Turkish protesters have invented a new verb: 'chapul'

Turkish Prime Minister Recep Tayyip Ergodan hasn't exactly been conciliatory toward protesters over the past week, condemning "extremists" and "bandits" for trying to destabilize the country. He also strongly objects to Twitter, which he has accused of being the "worst menace to society."

Menace or not, Erdogan's reference to protesters as "capulcu" (looters) has taken Twitter by storm. Turkish social media users have anglicized the word to "chapul" -- and they're bearing it proudly.

According to one Urban Dictionary definition, chapul is a verb that signifies "resistance to force" -- to "demand justice" and "seek one's right." 

To use the word in a sentence you could say one of the following:


Even Noam Chomsky has gotten in on the action:

It'll be hard, though, for activists to top this:


For more fun with the Turkish protests, be sure to check out Andy Carvin's collection of humorous political art.

Twitter User @BBabayev


Why Michelle Obama shouldn't meet with Peng Liyuan

On Friday, Chinese President Xi Jinping will travel to California for a two-day summit with President Obama. Xi will bring his wife, Peng Liyuan, but Michelle Obama will remain in Washington with her daughters, who are finishing the school year this week, according to the New York Times.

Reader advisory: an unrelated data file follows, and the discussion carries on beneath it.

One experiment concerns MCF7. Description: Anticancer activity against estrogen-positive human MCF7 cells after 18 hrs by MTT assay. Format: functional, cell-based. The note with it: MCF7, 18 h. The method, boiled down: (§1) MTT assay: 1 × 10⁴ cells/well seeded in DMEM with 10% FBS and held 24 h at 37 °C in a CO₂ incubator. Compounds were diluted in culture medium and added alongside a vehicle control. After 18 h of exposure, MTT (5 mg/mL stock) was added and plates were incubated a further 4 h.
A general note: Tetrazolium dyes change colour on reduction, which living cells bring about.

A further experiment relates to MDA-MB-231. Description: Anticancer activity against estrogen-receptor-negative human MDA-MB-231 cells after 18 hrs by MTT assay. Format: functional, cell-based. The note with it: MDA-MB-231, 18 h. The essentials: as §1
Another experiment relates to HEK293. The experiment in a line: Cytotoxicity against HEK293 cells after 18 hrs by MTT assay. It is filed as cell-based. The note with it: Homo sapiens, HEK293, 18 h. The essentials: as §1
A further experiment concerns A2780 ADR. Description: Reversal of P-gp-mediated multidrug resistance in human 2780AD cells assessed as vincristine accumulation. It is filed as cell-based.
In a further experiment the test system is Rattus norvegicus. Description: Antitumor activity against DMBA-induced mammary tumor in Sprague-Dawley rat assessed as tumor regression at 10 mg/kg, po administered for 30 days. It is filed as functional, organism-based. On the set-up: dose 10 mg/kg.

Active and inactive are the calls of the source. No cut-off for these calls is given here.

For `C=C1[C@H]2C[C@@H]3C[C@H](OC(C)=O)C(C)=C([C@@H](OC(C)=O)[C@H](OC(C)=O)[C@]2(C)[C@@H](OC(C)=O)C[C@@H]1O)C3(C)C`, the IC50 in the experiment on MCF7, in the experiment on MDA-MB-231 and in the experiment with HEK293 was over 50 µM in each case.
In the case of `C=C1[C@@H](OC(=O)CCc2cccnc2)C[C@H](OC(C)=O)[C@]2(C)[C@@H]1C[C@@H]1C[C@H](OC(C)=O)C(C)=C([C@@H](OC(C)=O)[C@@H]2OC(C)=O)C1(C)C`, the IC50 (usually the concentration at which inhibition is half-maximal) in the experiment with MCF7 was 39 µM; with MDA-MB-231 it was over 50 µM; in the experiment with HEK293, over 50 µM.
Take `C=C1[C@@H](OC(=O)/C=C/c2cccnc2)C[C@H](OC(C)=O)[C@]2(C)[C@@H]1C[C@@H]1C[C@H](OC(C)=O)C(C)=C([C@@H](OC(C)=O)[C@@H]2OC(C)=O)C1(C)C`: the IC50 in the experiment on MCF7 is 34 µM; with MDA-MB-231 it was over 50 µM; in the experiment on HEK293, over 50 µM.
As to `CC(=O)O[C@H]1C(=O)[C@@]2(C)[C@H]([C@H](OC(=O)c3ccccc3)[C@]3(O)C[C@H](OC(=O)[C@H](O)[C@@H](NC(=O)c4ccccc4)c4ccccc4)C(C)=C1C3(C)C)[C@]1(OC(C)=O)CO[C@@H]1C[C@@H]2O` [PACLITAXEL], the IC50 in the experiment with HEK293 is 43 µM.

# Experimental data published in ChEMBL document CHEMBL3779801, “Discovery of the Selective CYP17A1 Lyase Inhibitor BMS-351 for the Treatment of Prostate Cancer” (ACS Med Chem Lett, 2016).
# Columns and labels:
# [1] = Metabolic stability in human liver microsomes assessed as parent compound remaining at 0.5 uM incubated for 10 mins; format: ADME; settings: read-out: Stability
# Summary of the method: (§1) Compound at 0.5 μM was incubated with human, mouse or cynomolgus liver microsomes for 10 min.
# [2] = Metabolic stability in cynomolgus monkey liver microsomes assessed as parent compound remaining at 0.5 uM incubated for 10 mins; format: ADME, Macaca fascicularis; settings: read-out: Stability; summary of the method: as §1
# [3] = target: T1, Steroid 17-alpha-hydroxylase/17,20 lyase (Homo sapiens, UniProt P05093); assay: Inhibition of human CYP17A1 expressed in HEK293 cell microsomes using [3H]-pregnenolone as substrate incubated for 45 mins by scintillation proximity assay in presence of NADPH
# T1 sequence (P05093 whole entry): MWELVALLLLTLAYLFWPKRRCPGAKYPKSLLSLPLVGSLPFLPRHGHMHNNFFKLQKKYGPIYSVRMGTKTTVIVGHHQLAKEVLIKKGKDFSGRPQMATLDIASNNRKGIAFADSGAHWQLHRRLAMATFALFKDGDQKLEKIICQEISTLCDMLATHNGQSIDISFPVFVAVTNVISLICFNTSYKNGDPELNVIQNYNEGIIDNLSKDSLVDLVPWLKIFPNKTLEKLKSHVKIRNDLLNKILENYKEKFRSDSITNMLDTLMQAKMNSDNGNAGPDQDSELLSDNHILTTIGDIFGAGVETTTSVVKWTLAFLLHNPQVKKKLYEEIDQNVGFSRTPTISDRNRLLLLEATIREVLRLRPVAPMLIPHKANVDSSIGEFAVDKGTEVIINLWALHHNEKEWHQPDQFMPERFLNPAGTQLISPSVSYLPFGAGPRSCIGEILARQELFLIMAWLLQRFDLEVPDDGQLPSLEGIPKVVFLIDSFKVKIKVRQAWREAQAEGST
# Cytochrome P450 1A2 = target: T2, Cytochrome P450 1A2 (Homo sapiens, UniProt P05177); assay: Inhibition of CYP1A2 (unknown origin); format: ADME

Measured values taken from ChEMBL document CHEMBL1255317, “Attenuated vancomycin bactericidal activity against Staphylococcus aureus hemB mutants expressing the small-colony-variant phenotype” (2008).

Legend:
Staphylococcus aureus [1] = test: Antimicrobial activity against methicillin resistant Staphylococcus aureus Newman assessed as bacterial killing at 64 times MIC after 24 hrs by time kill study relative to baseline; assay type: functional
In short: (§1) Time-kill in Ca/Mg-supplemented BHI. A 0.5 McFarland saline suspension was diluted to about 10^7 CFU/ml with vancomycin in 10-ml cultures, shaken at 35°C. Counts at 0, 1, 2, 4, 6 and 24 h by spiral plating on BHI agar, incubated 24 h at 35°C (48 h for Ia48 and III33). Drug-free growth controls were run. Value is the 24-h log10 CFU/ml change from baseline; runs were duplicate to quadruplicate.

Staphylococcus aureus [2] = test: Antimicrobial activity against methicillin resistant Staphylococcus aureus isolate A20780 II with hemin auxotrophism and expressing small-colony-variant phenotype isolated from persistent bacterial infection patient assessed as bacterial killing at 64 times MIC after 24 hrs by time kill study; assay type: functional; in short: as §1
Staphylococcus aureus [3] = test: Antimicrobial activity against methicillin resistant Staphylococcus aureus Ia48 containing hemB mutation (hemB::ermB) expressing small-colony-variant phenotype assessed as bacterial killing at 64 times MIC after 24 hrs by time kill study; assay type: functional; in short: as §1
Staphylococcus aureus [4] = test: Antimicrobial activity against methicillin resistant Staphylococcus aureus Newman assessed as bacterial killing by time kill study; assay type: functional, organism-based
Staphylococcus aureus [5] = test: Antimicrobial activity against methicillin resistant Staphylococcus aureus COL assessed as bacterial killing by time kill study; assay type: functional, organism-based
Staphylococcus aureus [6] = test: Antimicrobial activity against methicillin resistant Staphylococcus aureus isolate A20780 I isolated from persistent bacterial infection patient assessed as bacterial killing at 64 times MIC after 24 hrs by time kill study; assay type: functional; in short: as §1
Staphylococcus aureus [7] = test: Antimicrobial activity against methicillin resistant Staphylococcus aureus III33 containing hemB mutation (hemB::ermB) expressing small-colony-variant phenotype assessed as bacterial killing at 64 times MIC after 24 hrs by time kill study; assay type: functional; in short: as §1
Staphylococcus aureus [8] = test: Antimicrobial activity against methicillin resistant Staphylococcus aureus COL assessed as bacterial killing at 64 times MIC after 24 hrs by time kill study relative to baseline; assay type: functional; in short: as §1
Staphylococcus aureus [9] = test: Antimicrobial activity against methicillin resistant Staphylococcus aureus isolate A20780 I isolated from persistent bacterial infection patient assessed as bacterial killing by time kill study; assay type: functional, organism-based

My colleague Dan Drezner writes that it's a "diplomatic misstep" for Michelle Obama to skip the summit, and the Telegraph reports that "China's hopes that their first lady would dazzle the American public ... have been dashed."

Yes, America's first lady will offend some Chinese by skipping the meeting. But I think Michelle Obama made the right choice. A popular singer, Peng spent her career belting out Chinese propaganda -- songs with messages that Michelle Obama, and indeed many Americans and Chinese, do not want to be associated with. In one video, she pretends to be Tibetan and asks "Who is going to liberate us? The dear People's Liberation Army." (The video angered Tibetan groups for portraying China's 1959 invasion of Tibet as consensual.)

Peng is a civilian but holds a rank equivalent to major general in China's PLA, and she would sing in full military garb before her husband became so high-profile. Perhaps most notoriously, she allegedly sang in support of Chinese troops in Tiananmen Square in 1989, following a bloody crackdown on protesters on June 4 of that year.

When was the last time Michelle Obama -- or indeed any U.S. first lady -- publically met and socialized with a military representative of a non-ally country? It's a smart meeting for Mrs. Obama to skip. Peng's no Asma al-Assad, but she's no Carla Bruni either.